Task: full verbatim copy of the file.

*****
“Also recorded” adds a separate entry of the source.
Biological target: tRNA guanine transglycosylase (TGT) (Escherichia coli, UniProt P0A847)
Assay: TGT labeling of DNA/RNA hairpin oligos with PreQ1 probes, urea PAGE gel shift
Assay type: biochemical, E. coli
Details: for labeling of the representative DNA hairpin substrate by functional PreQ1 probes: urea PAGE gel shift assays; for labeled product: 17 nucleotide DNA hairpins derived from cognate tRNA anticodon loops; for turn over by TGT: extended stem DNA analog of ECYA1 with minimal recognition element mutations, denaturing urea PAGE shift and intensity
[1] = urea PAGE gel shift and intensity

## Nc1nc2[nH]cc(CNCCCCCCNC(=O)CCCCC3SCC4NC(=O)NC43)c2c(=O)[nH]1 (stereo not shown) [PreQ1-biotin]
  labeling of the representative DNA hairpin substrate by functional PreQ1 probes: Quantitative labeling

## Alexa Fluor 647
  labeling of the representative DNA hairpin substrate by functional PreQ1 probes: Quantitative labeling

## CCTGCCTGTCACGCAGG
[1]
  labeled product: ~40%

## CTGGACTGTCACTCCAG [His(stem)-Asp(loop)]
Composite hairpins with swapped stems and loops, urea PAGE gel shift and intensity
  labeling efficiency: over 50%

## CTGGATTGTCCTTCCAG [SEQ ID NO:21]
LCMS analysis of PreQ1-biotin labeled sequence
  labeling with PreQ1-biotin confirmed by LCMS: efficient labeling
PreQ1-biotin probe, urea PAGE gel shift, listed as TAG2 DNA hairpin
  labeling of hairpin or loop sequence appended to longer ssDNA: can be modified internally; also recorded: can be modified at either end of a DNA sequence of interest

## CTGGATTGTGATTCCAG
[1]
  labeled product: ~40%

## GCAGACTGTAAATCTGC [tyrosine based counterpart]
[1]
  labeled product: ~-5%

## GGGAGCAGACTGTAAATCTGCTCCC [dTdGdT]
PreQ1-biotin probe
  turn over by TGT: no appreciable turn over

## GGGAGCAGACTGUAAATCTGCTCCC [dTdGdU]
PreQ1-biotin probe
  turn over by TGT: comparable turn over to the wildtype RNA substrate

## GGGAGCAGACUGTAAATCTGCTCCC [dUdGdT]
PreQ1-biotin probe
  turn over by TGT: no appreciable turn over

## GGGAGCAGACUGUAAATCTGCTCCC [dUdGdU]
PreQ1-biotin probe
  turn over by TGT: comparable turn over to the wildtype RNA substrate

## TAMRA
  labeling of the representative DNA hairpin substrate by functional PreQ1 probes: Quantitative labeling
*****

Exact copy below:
“Also recorded” adds a separate entry of the source.
Biological target: tRNA guanine transglycosylase (TGT) (Escherichia coli, UniProt P0A847)
Assay: TGT labeling of DNA/RNA hairpin oligos with PreQ1 probes, urea PAGE gel shift
Assay type: biochemical, E. coli
Details: for labeling of the representative DNA hairpin substrate by functional PreQ1 probes: urea PAGE gel shift assays; for labeled product: 17 nucleotide DNA hairpins derived from cognate tRNA anticodon loops; for turn over by TGT: extended stem DNA analog of ECYA1 with minimal recognition element mutations, denaturing urea PAGE shift and intensity
[1] = urea PAGE gel shift and intensity

## Nc1nc2[nH]cc(CNCCCCCCNC(=O)CCCCC3SCC4NC(=O)NC43)c2c(=O)[nH]1 (stereo not shown) [PreQ1-biotin]
  labeling of the representative DNA hairpin substrate by functional PreQ1 probes: Quantitative labeling

## Alexa Fluor 647
  labeling of the representative DNA hairpin substrate by functional PreQ1 probes: Quantitative labeling

## CCTGCCTGTCACGCAGG
[1]
  labeled product: ~40%

## CTGGACTGTCACTCCAG [His(stem)-Asp(loop)]
Composite hairpins with swapped stems and loops, urea PAGE gel shift and intensity
  labeling efficiency: over 50%

## CTGGATTGTCCTTCCAG [SEQ ID NO:21]
LCMS analysis of PreQ1-biotin labeled sequence
  labeling with PreQ1-biotin confirmed by LCMS: efficient labeling
PreQ1-biotin probe, urea PAGE gel shift, listed as TAG2 DNA hairpin
  labeling of hairpin or loop sequence appended to longer ssDNA: can be modified internally; also recorded: can be modified at either end of a DNA sequence of interest

## CTGGATTGTGATTCCAG
[1]
  labeled product: ~40%

## GCAGACTGTAAATCTGC [tyrosine based counterpart]
[1]
  labeled product: ~-5%

## GGGAGCAGACTGTAAATCTGCTCCC [dTdGdT]
PreQ1-biotin probe
  turn over by TGT: no appreciable turn over

## GGGAGCAGACTGUAAATCTGCTCCC [dTdGdU]
PreQ1-biotin probe
  turn over by TGT: comparable turn over to the wildtype RNA substrate

## GGGAGCAGACUGTAAATCTGCTCCC [dUdGdT]
PreQ1-biotin probe
  turn over by TGT: no appreciable turn over

## GGGAGCAGACUGUAAATCTGCTCCC [dUdGdU]
PreQ1-biotin probe
  turn over by TGT: comparable turn over to the wildtype RNA substrate

## TAMRA
  labeling of the representative DNA hairpin substrate by functional PreQ1 probes: Quantitative labeling